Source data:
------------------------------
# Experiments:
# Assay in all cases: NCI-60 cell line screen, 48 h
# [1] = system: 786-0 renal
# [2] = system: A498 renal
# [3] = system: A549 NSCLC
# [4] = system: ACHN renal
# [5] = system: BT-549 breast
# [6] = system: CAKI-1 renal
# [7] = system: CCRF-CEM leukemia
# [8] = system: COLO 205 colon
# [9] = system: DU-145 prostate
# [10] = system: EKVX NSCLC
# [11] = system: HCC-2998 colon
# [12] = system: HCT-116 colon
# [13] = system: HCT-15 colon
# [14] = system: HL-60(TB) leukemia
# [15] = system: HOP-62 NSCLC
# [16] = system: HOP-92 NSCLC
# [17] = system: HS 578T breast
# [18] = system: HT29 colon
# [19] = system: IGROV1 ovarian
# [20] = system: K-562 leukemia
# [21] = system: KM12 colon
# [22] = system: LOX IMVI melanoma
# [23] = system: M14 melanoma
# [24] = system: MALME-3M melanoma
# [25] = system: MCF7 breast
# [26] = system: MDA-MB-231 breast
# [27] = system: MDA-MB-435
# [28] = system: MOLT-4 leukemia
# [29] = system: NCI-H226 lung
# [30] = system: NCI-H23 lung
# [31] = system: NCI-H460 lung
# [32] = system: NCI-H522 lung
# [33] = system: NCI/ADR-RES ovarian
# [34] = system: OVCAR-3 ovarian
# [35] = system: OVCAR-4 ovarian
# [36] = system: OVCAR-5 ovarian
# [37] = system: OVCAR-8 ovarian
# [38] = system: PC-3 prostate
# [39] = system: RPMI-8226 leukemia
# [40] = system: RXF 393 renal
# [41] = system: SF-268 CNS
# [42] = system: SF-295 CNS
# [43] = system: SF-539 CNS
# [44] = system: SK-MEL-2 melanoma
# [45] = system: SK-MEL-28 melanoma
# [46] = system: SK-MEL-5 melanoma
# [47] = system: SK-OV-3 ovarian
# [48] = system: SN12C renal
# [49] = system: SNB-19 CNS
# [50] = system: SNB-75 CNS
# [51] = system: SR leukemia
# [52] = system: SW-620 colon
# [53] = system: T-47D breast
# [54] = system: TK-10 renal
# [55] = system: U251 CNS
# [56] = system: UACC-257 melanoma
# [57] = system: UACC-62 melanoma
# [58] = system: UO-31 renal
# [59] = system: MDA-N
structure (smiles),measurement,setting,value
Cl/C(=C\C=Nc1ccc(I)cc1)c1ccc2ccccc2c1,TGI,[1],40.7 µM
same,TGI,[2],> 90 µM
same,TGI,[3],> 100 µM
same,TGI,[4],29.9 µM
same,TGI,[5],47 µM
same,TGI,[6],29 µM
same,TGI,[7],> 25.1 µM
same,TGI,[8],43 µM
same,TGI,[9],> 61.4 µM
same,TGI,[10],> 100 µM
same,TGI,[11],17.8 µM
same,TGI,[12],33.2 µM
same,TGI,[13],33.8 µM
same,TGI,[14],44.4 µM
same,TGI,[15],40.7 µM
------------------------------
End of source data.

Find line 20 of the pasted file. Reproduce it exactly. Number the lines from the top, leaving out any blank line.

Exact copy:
# [18] = system: HT29 colon